NZEI primary and area school principals have rejected the government’s second offer, voting to pursue further action.
The decision was announced last Friday following a week of meetings across the country, which were held both kanohi ki te kanohi and online. Online meetings were held in regions affected by Cyclone Gabrielle to ensure all members would have their opinions heard.
Principals Lynda Stuart and Ripeka Lessels, negotiation leaders for primary and area school principals respectively, said “many of our colleagues were far from impressed with the government’s offer”.
The second offer, which came before Christmas, included a revised pay-sale, a pay-increase of 3% and one-off payments of $750 and $500 for members of NZEI and all principals respectively. It also included increased sabbaticals and a Māori immersion teaching allowance.
Stuart and Lessels said the offer “failed to recognise the complexity of a principal’s job, and did not acknowledge the need for more support and staffing to ensure our school leaders can do their jobs more effectively.”
NZEI principals voted to take further action following the rejection of the second offer.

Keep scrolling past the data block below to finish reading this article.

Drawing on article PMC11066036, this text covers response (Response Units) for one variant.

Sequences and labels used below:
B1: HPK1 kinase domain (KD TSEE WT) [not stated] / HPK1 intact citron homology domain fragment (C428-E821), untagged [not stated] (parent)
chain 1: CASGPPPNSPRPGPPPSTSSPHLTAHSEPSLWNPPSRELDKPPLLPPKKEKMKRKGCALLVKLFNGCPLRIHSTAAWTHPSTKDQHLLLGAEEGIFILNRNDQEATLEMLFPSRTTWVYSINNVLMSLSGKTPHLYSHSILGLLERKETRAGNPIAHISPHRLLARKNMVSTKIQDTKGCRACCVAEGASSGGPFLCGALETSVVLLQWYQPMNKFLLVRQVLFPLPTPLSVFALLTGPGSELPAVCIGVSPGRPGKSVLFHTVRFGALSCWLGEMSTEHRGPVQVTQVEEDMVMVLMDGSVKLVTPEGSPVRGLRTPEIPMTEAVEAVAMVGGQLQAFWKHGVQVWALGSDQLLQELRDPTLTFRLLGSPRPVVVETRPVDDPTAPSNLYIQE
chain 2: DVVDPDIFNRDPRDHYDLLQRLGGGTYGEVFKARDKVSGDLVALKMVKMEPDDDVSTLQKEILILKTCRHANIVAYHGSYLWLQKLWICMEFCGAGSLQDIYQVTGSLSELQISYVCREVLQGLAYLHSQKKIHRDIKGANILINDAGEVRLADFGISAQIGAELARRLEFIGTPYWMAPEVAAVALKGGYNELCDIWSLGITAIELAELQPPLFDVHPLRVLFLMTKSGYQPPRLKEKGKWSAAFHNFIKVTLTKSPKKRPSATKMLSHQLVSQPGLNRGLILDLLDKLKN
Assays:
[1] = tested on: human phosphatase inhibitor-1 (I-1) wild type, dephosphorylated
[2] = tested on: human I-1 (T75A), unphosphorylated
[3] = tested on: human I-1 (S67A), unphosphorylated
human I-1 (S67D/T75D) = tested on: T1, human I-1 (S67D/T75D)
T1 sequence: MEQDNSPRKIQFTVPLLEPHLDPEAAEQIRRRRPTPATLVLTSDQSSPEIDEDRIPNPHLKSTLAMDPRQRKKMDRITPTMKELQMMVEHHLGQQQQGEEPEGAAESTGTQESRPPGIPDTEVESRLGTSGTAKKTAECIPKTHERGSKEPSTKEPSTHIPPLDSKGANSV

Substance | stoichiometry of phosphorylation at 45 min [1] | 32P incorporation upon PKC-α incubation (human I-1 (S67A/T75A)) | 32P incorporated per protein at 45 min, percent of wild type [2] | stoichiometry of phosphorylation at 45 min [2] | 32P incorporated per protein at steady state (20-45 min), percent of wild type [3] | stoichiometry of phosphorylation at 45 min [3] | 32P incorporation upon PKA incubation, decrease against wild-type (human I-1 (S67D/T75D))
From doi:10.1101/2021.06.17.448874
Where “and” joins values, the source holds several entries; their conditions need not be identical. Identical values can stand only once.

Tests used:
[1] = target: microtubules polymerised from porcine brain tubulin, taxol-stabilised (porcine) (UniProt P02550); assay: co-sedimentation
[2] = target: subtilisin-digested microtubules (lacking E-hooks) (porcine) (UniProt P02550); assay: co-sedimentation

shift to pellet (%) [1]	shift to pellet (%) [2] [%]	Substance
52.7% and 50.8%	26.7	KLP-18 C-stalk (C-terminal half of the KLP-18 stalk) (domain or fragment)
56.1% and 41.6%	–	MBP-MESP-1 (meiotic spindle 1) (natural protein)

“The feeling was strong that we needed to do something for the government to recognise our concerns,” said Lessels.
“The time for the government to act is now, because they will be hearing from us more loudly and clearly in the next few weeks.”
This week, NZEI primary teachers will hold meetings across the motu to vote on their second offer, which was presented last year in late December. Area school teachers will join them in solidarity, reminding the government that they are still waiting on their second offer; negotiations for area school teachers began over eight months ago.
Teachers in Cylone Gabrielle affected regions will hold smaller worksite meetings or attend online meetings.
Teachers are currently campaigning on areas of concern like reducing the teacher-student ratio, increased release time and increased learning support and funding for ākonga with high needs.
NZEI President Mark Potter added “Teachers want to ensure that their pay and working conditions are sufficient to attract and keep people in teaching so that tamariki get the best possible experience in our schools and kindergartens.”